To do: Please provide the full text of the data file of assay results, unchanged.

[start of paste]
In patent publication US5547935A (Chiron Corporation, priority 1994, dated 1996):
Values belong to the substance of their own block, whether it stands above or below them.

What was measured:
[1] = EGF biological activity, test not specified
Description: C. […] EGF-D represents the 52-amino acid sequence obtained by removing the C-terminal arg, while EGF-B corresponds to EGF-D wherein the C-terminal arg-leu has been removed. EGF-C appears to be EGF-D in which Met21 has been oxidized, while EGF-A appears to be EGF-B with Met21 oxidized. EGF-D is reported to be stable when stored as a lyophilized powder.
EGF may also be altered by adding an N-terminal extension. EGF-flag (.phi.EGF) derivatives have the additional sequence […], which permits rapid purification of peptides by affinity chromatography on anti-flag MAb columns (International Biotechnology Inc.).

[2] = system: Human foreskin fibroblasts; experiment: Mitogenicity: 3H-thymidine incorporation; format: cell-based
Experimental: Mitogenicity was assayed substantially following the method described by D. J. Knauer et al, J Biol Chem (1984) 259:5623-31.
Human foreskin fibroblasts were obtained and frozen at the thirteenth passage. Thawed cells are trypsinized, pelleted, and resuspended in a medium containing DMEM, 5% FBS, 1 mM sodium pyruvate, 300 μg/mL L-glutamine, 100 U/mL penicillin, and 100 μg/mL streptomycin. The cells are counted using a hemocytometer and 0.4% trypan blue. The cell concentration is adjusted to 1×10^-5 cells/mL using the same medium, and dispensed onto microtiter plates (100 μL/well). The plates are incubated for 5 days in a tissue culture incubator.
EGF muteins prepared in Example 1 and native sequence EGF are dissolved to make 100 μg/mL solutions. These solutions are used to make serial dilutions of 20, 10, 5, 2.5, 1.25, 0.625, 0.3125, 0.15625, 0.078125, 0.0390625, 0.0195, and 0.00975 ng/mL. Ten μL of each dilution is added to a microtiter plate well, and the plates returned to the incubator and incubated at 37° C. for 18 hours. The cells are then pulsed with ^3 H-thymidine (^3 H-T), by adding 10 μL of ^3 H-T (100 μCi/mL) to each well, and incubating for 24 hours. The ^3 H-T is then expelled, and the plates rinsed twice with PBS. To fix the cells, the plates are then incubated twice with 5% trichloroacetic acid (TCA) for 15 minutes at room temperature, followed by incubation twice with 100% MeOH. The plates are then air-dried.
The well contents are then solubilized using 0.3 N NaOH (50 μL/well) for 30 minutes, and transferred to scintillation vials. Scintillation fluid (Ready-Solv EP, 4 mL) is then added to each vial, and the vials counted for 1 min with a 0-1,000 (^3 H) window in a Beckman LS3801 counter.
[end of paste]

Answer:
In patent publication US5547935A (Chiron Corporation, priority 1994, dated 1996):
Values belong to the substance of their own block, whether it stands above or below them.

What was measured:
[1] = EGF biological activity, test not specified
Description: C. […] EGF-D represents the 52-amino acid sequence obtained by removing the C-terminal arg, while EGF-B corresponds to EGF-D wherein the C-terminal arg-leu has been removed. EGF-C appears to be EGF-D in which Met21 has been oxidized, while EGF-A appears to be EGF-B with Met21 oxidized. EGF-D is reported to be stable when stored as a lyophilized powder.
EGF may also be altered by adding an N-terminal extension. EGF-flag (.phi.EGF) derivatives have the additional sequence […], which permits rapid purification of peptides by affinity chromatography on anti-flag MAb columns (International Biotechnology Inc.).

[2] = system: Human foreskin fibroblasts; experiment: Mitogenicity: 3H-thymidine incorporation; format: cell-based
Experimental: Mitogenicity was assayed substantially following the method described by D. J. Knauer et al, J Biol Chem (1984) 259:5623-31.
Human foreskin fibroblasts were obtained and frozen at the thirteenth passage. Thawed cells are trypsinized, pelleted, and resuspended in a medium containing DMEM, 5% FBS, 1 mM sodium pyruvate, 300 μg/mL L-glutamine, 100 U/mL penicillin, and 100 μg/mL streptomycin. The cells are counted using a hemocytometer and 0.4% trypan blue. The cell concentration is adjusted to 1×10^-5 cells/mL using the same medium, and dispensed onto microtiter plates (100 μL/well). The plates are incubated for 5 days in a tissue culture incubator.
EGF muteins prepared in Example 1 and native sequence EGF are dissolved to make 100 μg/mL solutions. These solutions are used to make serial dilutions of 20, 10, 5, 2.5, 1.25, 0.625, 0.3125, 0.15625, 0.078125, 0.0390625, 0.0195, and 0.00975 ng/mL. Ten μL of each dilution is added to a microtiter plate well, and the plates returned to the incubator and incubated at 37° C. for 18 hours. The cells are then pulsed with ^3 H-thymidine (^3 H-T), by adding 10 μL of ^3 H-T (100 μCi/mL) to each well, and incubating for 24 hours. The ^3 H-T is then expelled, and the plates rinsed twice with PBS. To fix the cells, the plates are then incubated twice with 5% trichloroacetic acid (TCA) for 15 minutes at room temperature, followed by incubation twice with 100% MeOH. The plates are then air-dried.
The well contents are then solubilized using 0.3 N NaOH (50 μL/well) for 30 minutes, and transferred to scintillation vials. Scintillation fluid (Ready-Solv EP, 4 mL) is then added to each vial, and the vials counted for 1 min with a 0-1,000 (^3 H) window in a Beckman LS3801 counter.